Officials use survey to find out why students aren’t using federal work-study aid

GW is investigating why students opt to not use their federal work-study.

Officials have sent a series of emails this semester to students who didn’t use or declined their federal work-study aid in at least one of the last two academic years. GW’s top financial aid administrator said the survey will help officials understand how federal work study jobs impact academic performance, with an eye toward increasing GW’s retention rate.

The survey asked students to select how many hours they spend doing various activities, including classwork, working for paid jobs off-campus or participating in a paid or unpaid internship.

“GW is trying to learn about your experience with your federal work-study award and why you did not use it or declined it,” the email states.

Laurie Koehler, the vice provost for enrollment management and retention, said that as the University continues to focus on improving the student experience and retention rates that they have been “reviewing how working in a FWS position might impact a student’s academic performance.”

GW has historically lagged behind peers in six-year graduation rates, a measure of student satisfaction often linked to academic success that officials have sought to boost over the last several years.

She said more than 20 percent of undergraduates are awarded federal work-study – a form of financial aid allowing students to work part-time to help pay for their education – with their financial aid packages. The federal government then pays student salaries to help them afford the cost of a college education.

GW has more than 30 federal work-study off-campus employers, Koehler added.

“Surveys like this will help GW learn more about how the FWS program is used by our students, and why some students decide not to accept their FWS awards,” Koehler said in an email.

She declined to say how many students are eligible for federal work-study and don’t use it and if the number of students declining their work study aid has increased.

Students said they often don’t use federal work-study because there aren’t enough interesting positions open on campus or they find jobs off campus that pay more.

Freshman Gillian Hand, who received an email from the office, said last semester, she applied to several work-study positions through Handshake, GW’s online job portal, but didn’t hear back from most of them.

Hand said she eventually starting working with GW SMARTDC, a reading program that provides tutoring for public school children in the District, for a work-study position. But the job required extensive training that didn’t begin until December, she said.

“By the time I had all my training it was literally already winter break, so I didn’t get paid at all last semester,” she said. “So it looked like I didn’t accept my federal work-study for the first semester.”

Junior Taylor Dumaine said she was saving up to study abroad while working at the Starbucks next to Gelman Library and a work-study job during the second semester of her sophomore year. She said she later realized she could earn more money working at restaurants than she could doing federal work-study.

“It was just easier and a lot more lucrative,” Dumaine said.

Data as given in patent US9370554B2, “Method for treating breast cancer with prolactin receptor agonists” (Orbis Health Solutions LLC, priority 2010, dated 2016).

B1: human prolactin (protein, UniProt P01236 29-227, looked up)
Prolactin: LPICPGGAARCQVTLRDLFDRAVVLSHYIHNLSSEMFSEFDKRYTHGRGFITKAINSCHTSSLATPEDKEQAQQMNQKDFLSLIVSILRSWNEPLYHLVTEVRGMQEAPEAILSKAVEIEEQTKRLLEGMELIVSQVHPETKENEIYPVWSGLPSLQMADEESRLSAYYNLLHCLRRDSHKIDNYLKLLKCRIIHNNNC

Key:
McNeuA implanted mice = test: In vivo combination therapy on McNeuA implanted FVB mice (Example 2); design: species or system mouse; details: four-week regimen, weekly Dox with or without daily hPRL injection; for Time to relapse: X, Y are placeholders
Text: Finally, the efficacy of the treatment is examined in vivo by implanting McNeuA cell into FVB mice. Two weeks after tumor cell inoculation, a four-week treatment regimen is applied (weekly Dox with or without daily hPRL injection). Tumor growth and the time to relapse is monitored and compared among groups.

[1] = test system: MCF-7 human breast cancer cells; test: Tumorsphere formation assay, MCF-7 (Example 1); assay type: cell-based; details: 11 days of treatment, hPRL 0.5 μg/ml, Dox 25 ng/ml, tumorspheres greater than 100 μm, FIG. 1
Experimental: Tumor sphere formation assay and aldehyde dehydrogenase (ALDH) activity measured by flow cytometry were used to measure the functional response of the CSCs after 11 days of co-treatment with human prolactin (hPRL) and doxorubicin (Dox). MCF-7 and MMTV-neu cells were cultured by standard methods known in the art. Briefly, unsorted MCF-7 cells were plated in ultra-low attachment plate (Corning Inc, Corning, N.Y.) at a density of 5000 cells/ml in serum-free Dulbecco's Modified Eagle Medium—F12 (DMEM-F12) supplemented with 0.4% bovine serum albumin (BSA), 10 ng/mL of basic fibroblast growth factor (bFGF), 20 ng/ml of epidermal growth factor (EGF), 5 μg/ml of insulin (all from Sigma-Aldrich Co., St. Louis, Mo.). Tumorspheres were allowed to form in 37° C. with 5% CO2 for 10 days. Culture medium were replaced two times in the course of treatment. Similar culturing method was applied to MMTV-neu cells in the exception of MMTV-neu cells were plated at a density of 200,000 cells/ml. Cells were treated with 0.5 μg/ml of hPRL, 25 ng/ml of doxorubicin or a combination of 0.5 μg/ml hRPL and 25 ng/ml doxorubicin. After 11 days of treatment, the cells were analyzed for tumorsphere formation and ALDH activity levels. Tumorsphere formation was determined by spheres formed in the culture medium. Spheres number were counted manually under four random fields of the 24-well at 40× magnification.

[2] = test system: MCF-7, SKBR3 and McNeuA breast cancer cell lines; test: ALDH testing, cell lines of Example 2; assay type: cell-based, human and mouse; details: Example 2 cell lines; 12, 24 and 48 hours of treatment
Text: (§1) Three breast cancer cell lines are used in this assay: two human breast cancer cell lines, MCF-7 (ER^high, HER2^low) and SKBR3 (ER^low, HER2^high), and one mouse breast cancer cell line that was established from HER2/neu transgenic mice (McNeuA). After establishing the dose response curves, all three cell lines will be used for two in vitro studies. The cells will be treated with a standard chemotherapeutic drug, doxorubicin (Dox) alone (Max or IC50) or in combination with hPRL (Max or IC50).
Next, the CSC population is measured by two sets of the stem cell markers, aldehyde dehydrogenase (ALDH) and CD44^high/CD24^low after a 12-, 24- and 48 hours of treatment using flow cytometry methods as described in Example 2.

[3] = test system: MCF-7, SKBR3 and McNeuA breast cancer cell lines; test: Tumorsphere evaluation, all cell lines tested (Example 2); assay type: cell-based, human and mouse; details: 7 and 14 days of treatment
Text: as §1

Sophomore Ojani Walthrust said a lack of engaging positions can turn off students who want to use their work-study aid.

“Obviously beggars can’t be choosers, but at the same time it’s more fruitful for students to have internships and federal work-study jobs that they’re interested in and a lot of the time they aren’t able to find that,” he said.

Walthrust said the financial aid office wasn’t “very transparent” with him about his work-study wage.

He had a $3,000 contract for this academic year working as a federal work-study development assistant in the Elliott School of International Affairs, but was told just four days before his contract expired that he would only receive half the wage because he had an outside scholarship from the United Negro College Fund.

Walthrust said he was notified by his job, but not by the financial aid office.

“They told me when financial aid already cut it in half, I didn’t hear anything from financial aid,” he said.

Experts said the limited availability of positions and the competing wages of off-campus jobs lead to students’ decisions to decline their federal work-study aid.

Mary Ann French, the director of student employment at Boston University, said BU studies internal weekly reports along with surveys and other data to monitor the earnings of students using federal work-study.

French said freshmen are often hesitant to begin working right away out of fear of overfilling their schedule or jeopardizing their performance in school.

“A survey looking at students who are not using their work-study could be helpful to an institution who is trying to spend their work-study funding and are not able to do so,” she said in an email.

Luis Behrhorst, the student employment manager at Tulane University, said a lack of positions available on campus could leading to a declining use of federal work-study. Students may also decide to work off campus if a job pays more than the positions available on campus, he added.

“That might be helpful just to identify how many positions are actually out there and then compare it to the number of students that you’re awarding federal work-study to,” he said.



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